That’s me, on the day I moved to Terracina in 2010; the first day of what was meant to be a three-month writing retreat. After three years of expat life in Japan and Ireland – living out of a suitcase, panic attacks every time I bought something larger than a thimble – I had just the poorly-matched clothes on my back. It was a simple plan; I would live in my grandparents’ empty apartment. I would eat Italian food and lie out on the beach. I would finish my Master’s thesis and work on my novel. It would be easy, seeing as there were no distractions; I didn’t know a soul.

That was six years ago. And this was once an expat blog; one of the millions of expat blogs hatched in 2006. I was just going to be gone for a year. But it was that age-old chestnut; I Eat My Pigeon was something I wrote for my friends and family back home, and then something that grew into a network of other expats and writers. I Eat My Pigeon gave me the courage to pitch my first travel articles, which, after a few years, led to writing for CNN Travel and Fodor’s Travel Guides. I Eat My Pigeon gave me the courage to apply for my master’s in Creative Writing, which I got in 2011, from Trinity College Dublin. I Eat My Pigeon followed me from my earliest expat days, writing about my daily humiliations as a gaijin in Osaka, Japan. Then I wrote about getting my master’s in Ireland. Then I wrote about my life in Terracina, Italy.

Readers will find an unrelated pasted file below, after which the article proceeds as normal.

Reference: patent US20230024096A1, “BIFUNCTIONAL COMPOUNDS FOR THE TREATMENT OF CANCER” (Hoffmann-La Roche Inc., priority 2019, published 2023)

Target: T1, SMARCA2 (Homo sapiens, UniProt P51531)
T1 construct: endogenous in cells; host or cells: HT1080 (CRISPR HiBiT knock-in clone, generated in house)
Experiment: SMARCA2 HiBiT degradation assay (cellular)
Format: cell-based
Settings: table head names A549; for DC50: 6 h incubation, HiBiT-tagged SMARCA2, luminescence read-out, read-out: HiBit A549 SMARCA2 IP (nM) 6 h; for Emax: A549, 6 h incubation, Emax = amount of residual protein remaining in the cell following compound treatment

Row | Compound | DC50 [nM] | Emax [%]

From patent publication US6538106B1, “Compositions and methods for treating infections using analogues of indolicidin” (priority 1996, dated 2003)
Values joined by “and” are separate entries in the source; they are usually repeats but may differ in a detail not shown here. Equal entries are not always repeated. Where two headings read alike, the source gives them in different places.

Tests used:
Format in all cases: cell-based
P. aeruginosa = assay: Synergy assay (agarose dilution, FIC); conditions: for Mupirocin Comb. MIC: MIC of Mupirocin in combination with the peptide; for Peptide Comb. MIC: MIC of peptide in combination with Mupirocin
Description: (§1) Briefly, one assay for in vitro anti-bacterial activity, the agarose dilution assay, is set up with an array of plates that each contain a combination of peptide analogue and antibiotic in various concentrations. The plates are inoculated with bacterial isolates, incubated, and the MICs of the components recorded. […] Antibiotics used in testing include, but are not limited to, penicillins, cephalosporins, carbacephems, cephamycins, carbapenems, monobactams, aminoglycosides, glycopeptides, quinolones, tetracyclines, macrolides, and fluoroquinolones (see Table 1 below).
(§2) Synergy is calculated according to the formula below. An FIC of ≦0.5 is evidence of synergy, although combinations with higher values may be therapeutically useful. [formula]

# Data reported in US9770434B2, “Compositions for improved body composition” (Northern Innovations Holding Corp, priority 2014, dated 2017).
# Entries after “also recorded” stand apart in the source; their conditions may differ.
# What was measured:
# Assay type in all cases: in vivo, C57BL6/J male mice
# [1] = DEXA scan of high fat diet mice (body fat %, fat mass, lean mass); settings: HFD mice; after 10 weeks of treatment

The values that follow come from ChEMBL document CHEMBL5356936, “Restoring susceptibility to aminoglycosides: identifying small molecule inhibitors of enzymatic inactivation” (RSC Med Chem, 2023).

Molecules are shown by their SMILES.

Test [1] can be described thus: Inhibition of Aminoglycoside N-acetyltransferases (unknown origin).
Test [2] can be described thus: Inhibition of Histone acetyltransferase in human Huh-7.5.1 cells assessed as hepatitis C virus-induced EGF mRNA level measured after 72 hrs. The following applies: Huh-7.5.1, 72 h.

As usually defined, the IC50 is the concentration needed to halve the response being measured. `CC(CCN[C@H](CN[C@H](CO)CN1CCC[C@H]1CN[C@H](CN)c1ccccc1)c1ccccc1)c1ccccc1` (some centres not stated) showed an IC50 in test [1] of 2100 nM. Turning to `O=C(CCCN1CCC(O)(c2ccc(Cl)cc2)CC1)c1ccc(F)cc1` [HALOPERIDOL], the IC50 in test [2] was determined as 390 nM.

The reason I came to Terracina and the reason that I have stayed for so long are very different. Very personal. The stuff of Novel #2. But for the moment, here are some questions I am prepared to answer:

Wait … you eat your what?

My pigeon. “I eat my pigeon” refers to a Japanese language mistake I made about a month and a half into my time in Japan.

What were you trying to say?

“My hat – table!” One night I forgot my hat on a table at Britannia, a “British pub” in my neighborhood. Of course, the proper thing to say to the staff when I ran back inside was “Excuse me – I forgot my hat!” but my Japanese was so poor that the only thing I could think of to say was “my hat – table!” … or what I thought was “my hat – table.”

I dashed into the pub, blurting ““私のハト食べる!” to the puzzled staff, snatched my hat and dashed back out - quite pleased with myself. I had just learned how to denote possession and I knew that many words in English could be used in Japanese, such as “ice cream” (pronounced aisu kur-ee-mu) and “card” (pronounced kaa-do). “Hat” and “table” are not such words. “Taberu”  means “to eat” and “hato” means “pigeon.” I eat my pigeon.

You dork. Did you ever figure out how to say “Excuse me – I forgot my hat”?

Yes; “すみません – 帽子を忘れた!”

I have no idea what you just wrote. How many languages do you speak, anyway?